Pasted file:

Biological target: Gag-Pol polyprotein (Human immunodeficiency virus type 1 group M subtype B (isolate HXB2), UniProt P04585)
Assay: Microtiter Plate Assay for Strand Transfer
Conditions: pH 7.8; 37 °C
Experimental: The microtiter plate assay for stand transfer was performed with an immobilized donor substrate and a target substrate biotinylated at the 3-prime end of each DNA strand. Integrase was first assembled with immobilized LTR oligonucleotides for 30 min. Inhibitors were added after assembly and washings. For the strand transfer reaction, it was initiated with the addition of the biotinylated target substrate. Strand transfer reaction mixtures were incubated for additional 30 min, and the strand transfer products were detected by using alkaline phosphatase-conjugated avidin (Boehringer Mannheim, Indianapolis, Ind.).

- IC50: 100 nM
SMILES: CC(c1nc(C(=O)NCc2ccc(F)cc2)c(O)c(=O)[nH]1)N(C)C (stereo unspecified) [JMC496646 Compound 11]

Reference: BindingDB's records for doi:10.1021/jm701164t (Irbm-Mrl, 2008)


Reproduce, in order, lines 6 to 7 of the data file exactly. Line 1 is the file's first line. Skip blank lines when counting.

SMILES: CC(c1nc(C(=O)NCc2ccc(F)cc2)c(O)c(=O)[nH]1)N(C)C (stereo unspecified) [JMC496646 Compound 11]

Reference: BindingDB's records for doi:10.1021/jm701164t (Irbm-Mrl, 2008)